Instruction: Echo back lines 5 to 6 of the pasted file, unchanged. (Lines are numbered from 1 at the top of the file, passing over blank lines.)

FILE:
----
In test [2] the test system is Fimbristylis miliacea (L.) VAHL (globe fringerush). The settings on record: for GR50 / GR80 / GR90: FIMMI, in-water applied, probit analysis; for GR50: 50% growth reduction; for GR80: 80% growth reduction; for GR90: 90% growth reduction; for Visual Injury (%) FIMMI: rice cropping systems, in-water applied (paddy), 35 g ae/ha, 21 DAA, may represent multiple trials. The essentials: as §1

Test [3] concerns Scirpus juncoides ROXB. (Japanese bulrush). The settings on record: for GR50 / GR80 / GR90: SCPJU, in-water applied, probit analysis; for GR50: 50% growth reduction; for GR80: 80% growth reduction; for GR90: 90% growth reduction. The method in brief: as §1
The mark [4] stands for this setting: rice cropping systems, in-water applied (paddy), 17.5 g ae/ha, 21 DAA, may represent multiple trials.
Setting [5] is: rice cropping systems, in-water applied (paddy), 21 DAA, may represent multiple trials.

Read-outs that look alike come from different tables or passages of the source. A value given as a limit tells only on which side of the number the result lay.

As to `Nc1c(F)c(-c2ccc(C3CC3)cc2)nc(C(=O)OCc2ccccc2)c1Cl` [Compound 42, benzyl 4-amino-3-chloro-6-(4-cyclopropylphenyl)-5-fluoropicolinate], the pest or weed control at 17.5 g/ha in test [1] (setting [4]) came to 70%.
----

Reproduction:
Read-outs that look alike come from different tables or passages of the source. A value given as a limit tells only on which side of the number the result lay.

As to `Nc1c(F)c(-c2ccc(C3CC3)cc2)nc(C(=O)OCc2ccccc2)c1Cl` [Compound 42, benzyl 4-amino-3-chloro-6-(4-cyclopropylphenyl)-5-fluoropicolinate], the pest or weed control at 17.5 g/ha in test [1] (setting [4]) came to 70%.